After a decades-long hiatus, one of the most renowned movements of all time is coming back.
This is probably the single most exciting piece of movement-related information I’ve seen in over 20 years of reading and writing about watches. As every watch fan knows, the movement that was used in the Speedmaster Professionals that were sourced by NASA for the Apollo missions was the caliber 321 – a remarkably tough, beautifully built classic lateral clutch chronograph movement that represents one of the most important high water marks in modern chronograph design. No less a luminary than Roger Smith recently sang the praises of the 321 in Talking Watches (and he’s a guy who may be presumed to know something about movements). As every watch fan probably also knows, it’s been many decades since the movement went out of production and for as long as I can remember, Omega and Speedmaster fans (myself included) have wistfully been hoping for the movement to make a comeback. We’d always assumed, of course, that there was about as much chance of that happening as the return of the passenger pigeon, but Omega has just announced that the 321 will be going back into production.
If you ask most watch fans to name a famous movement they’d like to see reborn, you’re bound to hear them mention the OMEGA Calibre 321. This robust and elegant chronograph movement has been a favourite since the 1940s and is still highly sought-after by watch collectors around the world. Now, more than 50 years after the last Calibre 321 was produced, OMEGA is bringing the iconic movement back.
Known for its beautifully intricate design, the original Calibre 321 was the first movement ever used in the OMEGA Speedmaster in 1957. It had, in fact, been previously used in some of OMEGA’s other chronographs, namely those in the Seamaster collection. It stands out for its use of a monobloc column-wheel, a feature that is machined from a single piece and which adds technical value. Generally, column-wheel movements require very careful precision in design and build, making them popular with watch collectors.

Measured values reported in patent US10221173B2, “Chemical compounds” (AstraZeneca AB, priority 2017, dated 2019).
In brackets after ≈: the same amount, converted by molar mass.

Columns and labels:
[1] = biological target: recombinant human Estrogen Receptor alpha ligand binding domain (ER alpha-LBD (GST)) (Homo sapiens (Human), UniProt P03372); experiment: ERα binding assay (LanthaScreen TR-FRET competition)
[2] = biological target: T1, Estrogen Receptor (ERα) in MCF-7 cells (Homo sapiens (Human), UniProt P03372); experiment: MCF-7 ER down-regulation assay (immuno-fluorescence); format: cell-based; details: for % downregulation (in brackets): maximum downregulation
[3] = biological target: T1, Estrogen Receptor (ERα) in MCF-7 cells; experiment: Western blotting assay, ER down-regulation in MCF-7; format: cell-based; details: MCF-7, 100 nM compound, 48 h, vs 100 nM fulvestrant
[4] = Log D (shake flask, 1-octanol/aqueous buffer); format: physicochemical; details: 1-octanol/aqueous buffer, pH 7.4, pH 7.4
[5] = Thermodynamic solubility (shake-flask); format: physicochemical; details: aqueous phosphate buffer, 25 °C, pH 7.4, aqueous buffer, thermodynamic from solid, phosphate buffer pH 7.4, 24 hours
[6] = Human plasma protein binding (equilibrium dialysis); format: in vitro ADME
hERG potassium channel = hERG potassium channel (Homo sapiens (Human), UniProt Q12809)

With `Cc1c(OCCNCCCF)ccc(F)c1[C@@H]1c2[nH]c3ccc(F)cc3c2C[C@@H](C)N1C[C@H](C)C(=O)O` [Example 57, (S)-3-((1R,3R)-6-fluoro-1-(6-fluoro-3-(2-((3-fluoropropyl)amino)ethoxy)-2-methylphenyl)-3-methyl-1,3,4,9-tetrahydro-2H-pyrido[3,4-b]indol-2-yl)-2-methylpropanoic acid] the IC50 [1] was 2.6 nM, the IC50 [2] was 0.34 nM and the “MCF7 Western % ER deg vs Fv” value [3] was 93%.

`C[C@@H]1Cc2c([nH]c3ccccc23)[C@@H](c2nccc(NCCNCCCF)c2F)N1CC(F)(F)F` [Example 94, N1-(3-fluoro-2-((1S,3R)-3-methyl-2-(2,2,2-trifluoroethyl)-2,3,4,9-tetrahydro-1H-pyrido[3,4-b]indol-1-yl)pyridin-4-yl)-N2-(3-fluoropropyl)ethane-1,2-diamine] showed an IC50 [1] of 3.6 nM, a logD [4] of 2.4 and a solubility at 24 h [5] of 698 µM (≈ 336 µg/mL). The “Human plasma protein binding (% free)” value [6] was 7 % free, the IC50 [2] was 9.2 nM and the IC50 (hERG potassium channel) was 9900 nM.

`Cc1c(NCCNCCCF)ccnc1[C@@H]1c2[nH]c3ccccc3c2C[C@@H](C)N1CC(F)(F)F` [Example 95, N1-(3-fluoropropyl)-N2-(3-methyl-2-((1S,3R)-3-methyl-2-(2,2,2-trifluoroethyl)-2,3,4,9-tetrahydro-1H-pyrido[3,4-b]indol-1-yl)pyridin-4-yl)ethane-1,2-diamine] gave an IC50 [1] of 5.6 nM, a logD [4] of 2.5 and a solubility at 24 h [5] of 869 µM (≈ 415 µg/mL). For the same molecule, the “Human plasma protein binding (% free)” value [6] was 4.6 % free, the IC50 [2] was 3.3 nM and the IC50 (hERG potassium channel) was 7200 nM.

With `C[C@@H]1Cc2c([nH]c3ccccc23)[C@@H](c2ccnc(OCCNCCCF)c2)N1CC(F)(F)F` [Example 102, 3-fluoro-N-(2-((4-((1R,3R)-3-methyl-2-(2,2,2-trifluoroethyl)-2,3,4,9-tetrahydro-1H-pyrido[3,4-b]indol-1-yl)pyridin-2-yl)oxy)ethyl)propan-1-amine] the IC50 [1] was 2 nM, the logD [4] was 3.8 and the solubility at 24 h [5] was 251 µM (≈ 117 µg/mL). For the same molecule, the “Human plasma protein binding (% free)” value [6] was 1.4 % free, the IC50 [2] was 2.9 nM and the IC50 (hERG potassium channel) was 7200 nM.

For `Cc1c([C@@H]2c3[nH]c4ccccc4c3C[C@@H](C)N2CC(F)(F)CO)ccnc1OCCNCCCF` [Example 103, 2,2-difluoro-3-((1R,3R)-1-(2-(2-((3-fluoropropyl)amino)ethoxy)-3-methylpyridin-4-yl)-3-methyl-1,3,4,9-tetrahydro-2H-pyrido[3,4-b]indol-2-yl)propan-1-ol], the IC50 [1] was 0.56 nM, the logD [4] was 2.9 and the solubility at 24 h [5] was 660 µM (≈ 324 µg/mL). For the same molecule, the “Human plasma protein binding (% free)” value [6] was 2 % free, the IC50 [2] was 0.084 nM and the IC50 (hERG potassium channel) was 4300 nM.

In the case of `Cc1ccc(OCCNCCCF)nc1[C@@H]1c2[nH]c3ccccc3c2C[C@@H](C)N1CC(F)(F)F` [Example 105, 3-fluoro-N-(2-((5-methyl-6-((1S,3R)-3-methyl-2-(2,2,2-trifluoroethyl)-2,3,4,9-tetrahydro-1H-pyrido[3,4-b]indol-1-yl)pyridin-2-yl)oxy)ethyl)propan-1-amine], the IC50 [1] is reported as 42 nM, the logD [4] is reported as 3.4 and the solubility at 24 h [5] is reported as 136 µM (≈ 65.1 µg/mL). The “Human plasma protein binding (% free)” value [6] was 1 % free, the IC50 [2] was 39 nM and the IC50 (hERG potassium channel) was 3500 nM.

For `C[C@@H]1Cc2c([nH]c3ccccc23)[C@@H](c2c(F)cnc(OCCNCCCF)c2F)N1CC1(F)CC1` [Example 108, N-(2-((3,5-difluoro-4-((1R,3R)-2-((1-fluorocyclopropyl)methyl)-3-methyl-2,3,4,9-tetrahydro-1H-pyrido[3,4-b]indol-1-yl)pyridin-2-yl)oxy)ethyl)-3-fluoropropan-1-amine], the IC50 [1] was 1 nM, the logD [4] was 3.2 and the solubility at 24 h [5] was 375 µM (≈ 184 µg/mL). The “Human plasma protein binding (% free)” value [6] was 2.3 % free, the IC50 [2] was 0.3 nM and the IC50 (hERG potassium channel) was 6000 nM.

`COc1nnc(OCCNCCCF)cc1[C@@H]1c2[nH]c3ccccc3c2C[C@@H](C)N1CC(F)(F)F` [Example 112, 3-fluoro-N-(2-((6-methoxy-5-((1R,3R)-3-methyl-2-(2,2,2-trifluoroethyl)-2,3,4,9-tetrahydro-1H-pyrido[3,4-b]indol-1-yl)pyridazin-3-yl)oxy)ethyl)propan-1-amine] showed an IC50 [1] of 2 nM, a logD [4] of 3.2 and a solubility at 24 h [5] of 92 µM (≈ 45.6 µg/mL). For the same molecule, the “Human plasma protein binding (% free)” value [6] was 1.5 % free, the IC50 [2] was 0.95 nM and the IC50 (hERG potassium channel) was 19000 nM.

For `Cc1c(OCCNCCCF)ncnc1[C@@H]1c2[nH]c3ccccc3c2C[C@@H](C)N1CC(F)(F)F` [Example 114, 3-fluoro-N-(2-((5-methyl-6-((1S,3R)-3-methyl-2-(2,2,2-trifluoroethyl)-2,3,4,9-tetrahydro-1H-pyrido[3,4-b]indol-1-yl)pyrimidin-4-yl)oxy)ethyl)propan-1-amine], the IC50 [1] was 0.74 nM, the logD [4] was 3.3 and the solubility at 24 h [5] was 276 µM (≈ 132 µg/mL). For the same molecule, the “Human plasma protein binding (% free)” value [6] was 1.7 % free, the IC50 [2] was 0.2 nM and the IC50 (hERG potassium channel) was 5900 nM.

In addition to its construction, the original Calibre 321 also earned a very notable place in history. It was used in a variety of models including the Speedmaster ST 105.003 (the model first tested and qualified by NASA and worn by astronaut Ed White during the first American spacewalk) and the Speedmaster ST 105.012 (the first watch worn on the moon).
Reintroducing a movement with such an important reputation must therefore be done with the utmost exactness. For the Calibre 321 project, OMEGA utilised a dedicated team of experts who worked efficiently over two years and in total secrecy to bring the movement to life. The small group was composed of researchers, developers and historians, as well as the finest craftsmen and experienced watchmakers. To protect the project’s exclusive details, the team even worked under the codename “Alaska 11”, in line with the names that OMEGA used for its secret Speedmaster designs for NASA in the 1960s and 70s.
Using the 2nd generation Calibre 321 as a reference, the OMEGA team compiled extensive historical research and original plans to reconstruct the movement as accurately as possible. Going even further, they also used “tomography” technology (digital scanning method) to see inside the true Speedmaster ST 105.003 timepiece that astronaut Eugene “Gene” Cernan wore on the moon during the Apollo 17 mission in 1972. Cernan was the last man to walk on the lunar surface and his Speedmaster is now housed at the OMEGA Museum in Bienne. Its Calibre 321 provided the perfect design criteria for OMEGA to follow.
As a result, even the most unique and iconic parts of the Calibre 321 have been reborn in respect to their authentic specifications. The movement wonderfully corresponds to the “moon period” of OMEGA’s history, with a construction that completely respects the designs from the past.
Raynald Aeschlimann, President and CEO of OMEGA, said, “It’s amazing that so many people are passionate about the Calibre 321. We produced the last one in 1968 and fans have never stopped talking about it. That shows how special it is. We’re very excited to finally meet their wishes and have gone to great efforts to bring the movement back.”
The new movements will now go into production at OMEGA’s HQ site in Bienne. Uniquely, all aspects of creation will be undertaken within a dedicated Calibre 321 workshop. For each movement, the assembly, as well as the watch head and bracelet assembly will be performed by the same watchmaker. Watch fans can expect more developments and news in the coming months.
It probably won’t escape your notice that 2019 is also the 50th anniversary of the Apollo 11 mission which put astronauts on the Moon for the first time in history … no prizes for guessing what I’m hoping for (and probably lots of you guys and gals too).